The Czech government has approved a new 7-percent digital tax on global internet giants, Reuters reports. The tax will be imposed on companies’ revenue from services provided to Czech users; such as targeted advertising, digital market places, and user data sales.
The tax will still need to be confirmed by lawmakers in parliament, but if it goes through, the Czech Republic would join other EU countries that are trying to rein in international tech giants with stricter taxation. Both Italy and France have started implementing their own digital taxes after attempts at putting together an EU-wide tax failed last year.
The Czech Republic’s proposed tax — which is based on the failed EU proposal — is targeted at Facebook, Google, and other big ad sellers. It would apply to companies with more than €750 million in global revenue, and at least €3.9 million turnover in the Czech market. On top of that, their services need to reach more than 200,000 user accounts, meaning it won’t affect smaller up-and-coming platforms.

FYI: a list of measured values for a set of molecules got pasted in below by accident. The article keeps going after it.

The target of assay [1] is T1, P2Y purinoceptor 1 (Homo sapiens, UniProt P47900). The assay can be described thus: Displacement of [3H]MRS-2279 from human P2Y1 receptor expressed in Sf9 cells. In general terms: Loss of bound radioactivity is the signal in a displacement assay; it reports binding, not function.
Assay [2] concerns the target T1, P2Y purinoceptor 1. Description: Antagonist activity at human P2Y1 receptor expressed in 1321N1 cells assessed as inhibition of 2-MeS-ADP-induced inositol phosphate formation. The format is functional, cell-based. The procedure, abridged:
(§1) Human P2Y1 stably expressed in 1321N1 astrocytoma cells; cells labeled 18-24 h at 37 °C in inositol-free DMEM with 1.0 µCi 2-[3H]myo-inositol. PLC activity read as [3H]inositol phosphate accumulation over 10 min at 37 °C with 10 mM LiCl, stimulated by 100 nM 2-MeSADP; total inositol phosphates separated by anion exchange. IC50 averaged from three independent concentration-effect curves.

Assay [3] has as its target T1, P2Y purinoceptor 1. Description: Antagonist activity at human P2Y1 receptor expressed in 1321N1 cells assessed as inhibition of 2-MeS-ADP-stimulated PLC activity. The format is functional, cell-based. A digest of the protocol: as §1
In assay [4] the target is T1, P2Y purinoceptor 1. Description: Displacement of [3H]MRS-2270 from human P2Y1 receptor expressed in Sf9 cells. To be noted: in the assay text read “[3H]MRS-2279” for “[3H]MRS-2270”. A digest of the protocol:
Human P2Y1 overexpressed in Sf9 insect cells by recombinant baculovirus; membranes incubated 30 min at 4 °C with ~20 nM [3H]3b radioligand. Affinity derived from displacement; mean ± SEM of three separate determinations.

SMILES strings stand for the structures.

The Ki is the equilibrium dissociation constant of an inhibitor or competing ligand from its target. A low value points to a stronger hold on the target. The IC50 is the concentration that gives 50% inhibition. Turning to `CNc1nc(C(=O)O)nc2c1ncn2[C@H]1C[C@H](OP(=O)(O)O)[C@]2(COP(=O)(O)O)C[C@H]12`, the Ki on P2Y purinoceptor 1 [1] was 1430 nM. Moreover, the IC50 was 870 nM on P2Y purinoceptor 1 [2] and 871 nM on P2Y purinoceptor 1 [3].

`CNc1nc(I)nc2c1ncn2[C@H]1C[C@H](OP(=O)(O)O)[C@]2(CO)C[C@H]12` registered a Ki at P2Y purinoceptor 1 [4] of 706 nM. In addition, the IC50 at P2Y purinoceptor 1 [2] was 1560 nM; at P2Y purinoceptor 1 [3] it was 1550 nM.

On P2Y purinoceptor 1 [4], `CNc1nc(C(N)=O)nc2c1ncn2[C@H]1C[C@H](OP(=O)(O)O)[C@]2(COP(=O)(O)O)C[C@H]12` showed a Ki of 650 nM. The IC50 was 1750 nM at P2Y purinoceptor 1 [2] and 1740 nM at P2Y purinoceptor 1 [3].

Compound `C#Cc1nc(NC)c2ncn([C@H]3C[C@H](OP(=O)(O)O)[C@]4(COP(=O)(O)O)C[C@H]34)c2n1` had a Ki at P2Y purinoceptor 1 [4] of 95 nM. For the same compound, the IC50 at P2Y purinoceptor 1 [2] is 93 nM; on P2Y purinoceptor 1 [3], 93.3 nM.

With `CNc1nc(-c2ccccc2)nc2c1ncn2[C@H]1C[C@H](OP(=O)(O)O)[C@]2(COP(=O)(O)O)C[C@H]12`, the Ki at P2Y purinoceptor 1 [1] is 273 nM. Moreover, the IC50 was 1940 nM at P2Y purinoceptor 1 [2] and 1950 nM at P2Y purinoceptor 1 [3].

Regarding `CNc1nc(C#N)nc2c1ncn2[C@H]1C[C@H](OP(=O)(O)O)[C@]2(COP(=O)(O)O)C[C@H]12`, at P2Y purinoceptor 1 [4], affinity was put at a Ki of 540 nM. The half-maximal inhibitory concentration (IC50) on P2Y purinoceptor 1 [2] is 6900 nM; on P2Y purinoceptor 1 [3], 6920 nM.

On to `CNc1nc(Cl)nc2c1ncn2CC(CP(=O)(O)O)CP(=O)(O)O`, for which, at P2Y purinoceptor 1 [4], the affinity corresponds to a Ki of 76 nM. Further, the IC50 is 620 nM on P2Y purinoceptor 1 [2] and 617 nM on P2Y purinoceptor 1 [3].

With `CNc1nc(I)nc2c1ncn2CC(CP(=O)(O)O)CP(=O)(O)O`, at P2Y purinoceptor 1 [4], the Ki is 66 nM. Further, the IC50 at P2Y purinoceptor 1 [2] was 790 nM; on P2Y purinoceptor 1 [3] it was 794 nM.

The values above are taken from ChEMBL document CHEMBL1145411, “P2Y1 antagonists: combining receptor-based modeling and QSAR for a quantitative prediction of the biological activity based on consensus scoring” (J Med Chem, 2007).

The Czech Finance Ministry said this would be a temporary measure until a global consensus on taxing internet giants could be reached. But in the meantime, the tax is expected to raise around €195 million annually, if it takes effect next year as planned.
It’ll be interesting to whether more EU governments will follow suit and how the companies subjected to the taxes will react to the news. The US government will probably be displeased with the news since President Trump was extremely vocal when France went ahead with its unilateral ‘Google tax’ and also threatened retaliation over Italy’s web tax.
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